Wednesday, May 13, 2009

gaunt


The bird - rotund; a ball of downy copper and rust - appeared wedged between an outcrop of rock and the packed soil of the bank. The only thing sharp about it was its tiny beak. Jabbing the air in tense circles like the frail arms of a punch-drunk boxer. A featherweight.

It did not look as if it would go the distance.

My son had come running to me.

"Dad. There's a wee bird over there with a huge beastie on it."

And so there was. A spider, toiling at its web, a bright pustule of iridescent green sprouting wavering filaments. The bird was clearly distressed.

"Get it off it, dad, " my son whined.

The web was unusual. I have never seen the like. Where other webs are uniformly flat, however intricate, this one was a sphere of shimmering gossamer.

A dandelion clock. Round and round it the spider went, spitting out its silk. The little bird shivered and squawked.

"Get it off!"

The closer I watched - transfixed and undecided, failing my child - the more unsettled I felt. The palm of my right hand pressed tight on the damp moss, supporting my weight. I could not reach out to dislodge the spider. I did not want to make contact.

A great shadow bore down on my neck as a pocket of cloud swallowed the sun.


Dizzy, I snatched up a twig with my left hand and prodded gingerly, spastically at the offending growth. There was something at the core of the sphere. Something dull and opaque.

"Dad!"

I am an indifferent parent. I have no stomach for it, I realized then. Neither was the slender stick equal to the task. It missed and the sphere burst open like an obscene spore, ashy tendrils ballooning out and releasing the contents of the sac.

The bird screamed and fought to release its wings. The spider scuttled this way and that, quite unable to repair the damage. An egg. Milky white and fragile as a pulsing tumor.

"Oh, dad..."

I looked at my son. The fury in his eyes. The stick lay heavy in my hand.

You can't beat an omelet without breaking eggs.

8 comments:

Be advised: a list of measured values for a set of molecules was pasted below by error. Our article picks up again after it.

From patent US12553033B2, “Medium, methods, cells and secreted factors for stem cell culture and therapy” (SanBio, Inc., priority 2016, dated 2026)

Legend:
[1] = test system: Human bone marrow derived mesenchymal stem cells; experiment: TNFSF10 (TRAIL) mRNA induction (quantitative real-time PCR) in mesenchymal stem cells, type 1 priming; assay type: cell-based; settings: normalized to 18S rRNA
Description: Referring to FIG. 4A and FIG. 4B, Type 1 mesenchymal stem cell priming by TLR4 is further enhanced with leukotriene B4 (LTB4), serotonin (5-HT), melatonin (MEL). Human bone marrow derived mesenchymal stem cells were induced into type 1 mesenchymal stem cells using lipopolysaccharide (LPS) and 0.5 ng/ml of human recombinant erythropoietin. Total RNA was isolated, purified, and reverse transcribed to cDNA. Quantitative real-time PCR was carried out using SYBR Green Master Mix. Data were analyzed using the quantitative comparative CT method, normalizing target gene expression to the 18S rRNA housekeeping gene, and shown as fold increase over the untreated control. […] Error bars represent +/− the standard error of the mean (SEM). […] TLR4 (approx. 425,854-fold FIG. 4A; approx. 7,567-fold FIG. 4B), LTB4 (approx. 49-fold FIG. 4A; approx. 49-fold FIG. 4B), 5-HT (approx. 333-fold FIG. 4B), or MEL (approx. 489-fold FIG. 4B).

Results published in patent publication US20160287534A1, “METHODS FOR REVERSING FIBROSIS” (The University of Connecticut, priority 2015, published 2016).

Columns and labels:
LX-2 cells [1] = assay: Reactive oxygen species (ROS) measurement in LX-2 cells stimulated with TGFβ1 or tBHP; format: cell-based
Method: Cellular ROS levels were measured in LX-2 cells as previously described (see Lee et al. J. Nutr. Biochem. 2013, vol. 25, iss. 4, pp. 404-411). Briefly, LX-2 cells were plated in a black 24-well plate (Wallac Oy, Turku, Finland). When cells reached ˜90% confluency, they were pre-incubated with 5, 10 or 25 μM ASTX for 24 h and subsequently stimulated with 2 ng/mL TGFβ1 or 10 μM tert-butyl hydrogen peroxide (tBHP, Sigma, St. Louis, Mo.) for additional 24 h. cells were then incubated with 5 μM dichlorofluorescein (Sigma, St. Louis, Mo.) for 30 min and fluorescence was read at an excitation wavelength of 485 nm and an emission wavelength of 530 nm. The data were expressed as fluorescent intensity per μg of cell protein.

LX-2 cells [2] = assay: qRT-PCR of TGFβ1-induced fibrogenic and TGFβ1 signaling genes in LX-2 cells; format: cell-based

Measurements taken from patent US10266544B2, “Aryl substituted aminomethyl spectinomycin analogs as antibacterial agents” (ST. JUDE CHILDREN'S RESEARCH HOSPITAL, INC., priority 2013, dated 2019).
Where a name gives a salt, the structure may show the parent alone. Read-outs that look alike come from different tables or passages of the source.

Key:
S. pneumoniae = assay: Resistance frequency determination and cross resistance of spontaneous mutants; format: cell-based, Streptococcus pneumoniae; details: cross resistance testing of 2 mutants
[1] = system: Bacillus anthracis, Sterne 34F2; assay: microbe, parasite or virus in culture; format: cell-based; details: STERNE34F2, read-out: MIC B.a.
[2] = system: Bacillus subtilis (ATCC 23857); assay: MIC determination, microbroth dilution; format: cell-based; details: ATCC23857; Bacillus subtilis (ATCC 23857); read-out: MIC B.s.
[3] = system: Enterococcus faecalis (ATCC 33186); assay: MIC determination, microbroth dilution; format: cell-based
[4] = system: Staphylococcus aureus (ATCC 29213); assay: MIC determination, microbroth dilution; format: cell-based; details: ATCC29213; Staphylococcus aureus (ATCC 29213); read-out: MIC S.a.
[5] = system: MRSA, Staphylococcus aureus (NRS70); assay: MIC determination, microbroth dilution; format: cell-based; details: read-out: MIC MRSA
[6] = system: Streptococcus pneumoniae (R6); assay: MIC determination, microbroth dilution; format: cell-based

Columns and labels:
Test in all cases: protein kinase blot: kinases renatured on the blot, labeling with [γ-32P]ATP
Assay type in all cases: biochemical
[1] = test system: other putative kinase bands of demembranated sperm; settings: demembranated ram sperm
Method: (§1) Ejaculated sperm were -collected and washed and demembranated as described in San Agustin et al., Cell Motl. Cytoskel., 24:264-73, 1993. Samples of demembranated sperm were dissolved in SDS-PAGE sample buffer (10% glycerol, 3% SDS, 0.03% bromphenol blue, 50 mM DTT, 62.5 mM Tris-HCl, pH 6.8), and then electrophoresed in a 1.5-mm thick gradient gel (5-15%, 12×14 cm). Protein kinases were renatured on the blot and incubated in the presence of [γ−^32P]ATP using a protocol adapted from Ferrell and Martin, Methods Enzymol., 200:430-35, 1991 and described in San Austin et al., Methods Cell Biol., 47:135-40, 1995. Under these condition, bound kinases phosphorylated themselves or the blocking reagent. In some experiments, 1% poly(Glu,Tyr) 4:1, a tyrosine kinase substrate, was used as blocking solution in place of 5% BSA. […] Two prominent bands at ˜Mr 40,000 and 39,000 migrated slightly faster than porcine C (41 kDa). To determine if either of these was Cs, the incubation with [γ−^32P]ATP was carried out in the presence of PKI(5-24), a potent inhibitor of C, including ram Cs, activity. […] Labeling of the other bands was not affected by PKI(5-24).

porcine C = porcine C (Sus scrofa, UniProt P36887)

ib said...

I came awake from this peculiarly vivid dream this morning around 05:00AM. I lit up and considered whether to leap out of bed to hammer it down. Twenty minutes later, it was etched there so consciously I decided not to bother and went back to sleep.

Much later in the day I came to the conclusion I had been visited some rather disturbing anxieties. It did not seem quite so sinister with one eye first unglued.

The Warden said...

I think Freud would have had a field day with this one!

The Warden said...

BTW, Star Maker Machine has a bunch of insect-related song posts up this week you might get a kick out of.

ib said...

Yes. Everything in there bar the kitchen sink; it still gives me the chills.

Thanks for the tip regards SMM, warden. I have been ignoring my feeds of late, and such a smorgasbord of insect related fare ought not to be declined.

Löst Jimmy said...

The Horror, the horror

read like a pulp terror tale

I've got an aversion to spiders, saw jumping one's in the jungle - put the shits up me...like an episode from Lost World

ib said...

I quite like spiders - I have even held a tarantula (albeit milked of its venom) - but I am none too fond of large furry moths and flying beetles. Jumping spiders would qualify too.

I could have done with Michael Horden here, to supply the narration.

Löst Jimmy said...

With you on the Moths and Beetles flying, in Cuba they had flying cockroaches big black ones landing on your person - that's bad medicine ib

ib said...

Flying cockroaches = scary. Very...